I think that most prisoners agree that there are some people who present a real danger to society whom society needs to keep under some control. Who among the people in society doesn’t agree with this? During revolutionary struggle, there are some people on the street whom the revolutionaries should arrest and confine for the good of society. These are not new questions. In 2007 I wrote:

“Enslavement does not teach one how to be free. Abuse does not promote good citizenship or emotional stability. A criminal justice system will still be needed under socialism–to deal with anti-social criminal behavior. But our model must be a ‘school of liberation.’ The principles of a genuine correctional system must be articulated and struggled for as part of the overall revolutionary struggle. The question is how should these prisons be run and what rights should the prisoners have that are inalienable and will promote rehabilitation and good citizenship?” (1)

So, in a very real sense, revolutionaries understand that abolishing prisons is not at all a realistic proposition at this stage of human society short of world communism.



Revolution is a birthing process, the old society is pregnant with the new. The struggle must be used to create more favorable conditions for struggle, which develops from a lower to a higher level.

As revolutionaries we want to transform the prisons into “schools of liberation” to train cadre and fighters for the revolution. But on a deeper level our aim is to revolutionize social relations under capitalism to better enable us to revolutionize social relations under socialism and in the advance to communism.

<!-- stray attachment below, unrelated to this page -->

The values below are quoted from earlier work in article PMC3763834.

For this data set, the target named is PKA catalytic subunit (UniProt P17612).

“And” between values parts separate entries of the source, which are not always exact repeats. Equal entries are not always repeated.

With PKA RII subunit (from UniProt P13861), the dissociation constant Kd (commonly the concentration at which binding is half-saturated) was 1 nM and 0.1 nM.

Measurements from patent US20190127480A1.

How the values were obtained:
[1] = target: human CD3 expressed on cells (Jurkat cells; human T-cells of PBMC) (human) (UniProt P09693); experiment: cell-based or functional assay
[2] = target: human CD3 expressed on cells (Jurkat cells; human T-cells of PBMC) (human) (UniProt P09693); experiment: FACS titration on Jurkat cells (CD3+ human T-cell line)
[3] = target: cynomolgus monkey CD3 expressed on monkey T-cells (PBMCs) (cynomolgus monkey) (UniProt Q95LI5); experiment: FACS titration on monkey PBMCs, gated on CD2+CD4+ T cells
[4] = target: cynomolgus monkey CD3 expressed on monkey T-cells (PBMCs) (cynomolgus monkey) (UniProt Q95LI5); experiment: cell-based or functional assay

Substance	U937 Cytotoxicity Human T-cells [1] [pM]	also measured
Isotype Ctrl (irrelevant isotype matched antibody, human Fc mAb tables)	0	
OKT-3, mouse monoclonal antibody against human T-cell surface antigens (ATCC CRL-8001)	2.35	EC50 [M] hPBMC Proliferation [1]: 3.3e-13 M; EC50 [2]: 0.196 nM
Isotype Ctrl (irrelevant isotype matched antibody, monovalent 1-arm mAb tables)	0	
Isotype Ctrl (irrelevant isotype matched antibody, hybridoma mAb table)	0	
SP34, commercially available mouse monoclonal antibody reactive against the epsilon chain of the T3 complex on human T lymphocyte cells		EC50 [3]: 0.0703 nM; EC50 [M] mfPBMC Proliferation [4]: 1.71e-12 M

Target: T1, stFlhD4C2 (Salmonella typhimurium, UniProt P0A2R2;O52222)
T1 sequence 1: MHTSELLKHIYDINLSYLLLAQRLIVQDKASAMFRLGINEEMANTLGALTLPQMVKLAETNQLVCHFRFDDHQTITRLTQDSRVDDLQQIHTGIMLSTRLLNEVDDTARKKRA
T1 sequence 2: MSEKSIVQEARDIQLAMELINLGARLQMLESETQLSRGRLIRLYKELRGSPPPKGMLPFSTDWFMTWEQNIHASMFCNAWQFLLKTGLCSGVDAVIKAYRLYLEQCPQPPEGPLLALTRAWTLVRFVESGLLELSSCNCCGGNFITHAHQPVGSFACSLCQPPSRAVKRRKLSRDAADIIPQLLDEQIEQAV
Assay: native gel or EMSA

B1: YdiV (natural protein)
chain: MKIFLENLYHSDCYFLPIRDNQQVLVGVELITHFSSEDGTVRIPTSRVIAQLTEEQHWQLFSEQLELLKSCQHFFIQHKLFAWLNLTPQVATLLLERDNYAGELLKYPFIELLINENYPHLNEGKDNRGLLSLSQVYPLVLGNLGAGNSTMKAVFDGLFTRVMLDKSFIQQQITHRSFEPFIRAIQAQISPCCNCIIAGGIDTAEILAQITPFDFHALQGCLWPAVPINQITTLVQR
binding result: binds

Since we began in 2005 as the New Afrikan Black Panther Party (NABPP) and reconstituted in 2020 as the RIBPP, we have upheld the line of abolishing prison Slavery in Amerika by amending the 13th amendment to strike the clause that allows for the enslavement of those convicted of crimes. We advanced this slogan across U.S. prisons which gained momentum and led to numerous prison work strikes and a broad movement to amend the 13th, which swept U.S. prisons and won broad public support, particularly from 2014-2018.

With the increased number of anti-statist leftists on the outside in this prison-based struggle, the movement to abolish prison Slavery (Amend the 13th Amendment) and transform the prisons into schools of liberation has been increasingly converted into a movement to abolish prisons (without the necessary protracted struggle to abolish capitalist-imperialism and the need for state power).

While we agree with the object of abolishing prison conditions as they exist and operate under the existing capitalist-imperialist system, we oppose the notion that prisons can or should be abolished without the ultimate achievement of global communism.

Dare To Struggle, Dare To Win!
All Power To The People!



 (1) Kevin “Rashid” Johnson, “Promoting Proletarian Consciousness As Prisoner Rehabilitation” (2004). http://rashidmod.coml?p=374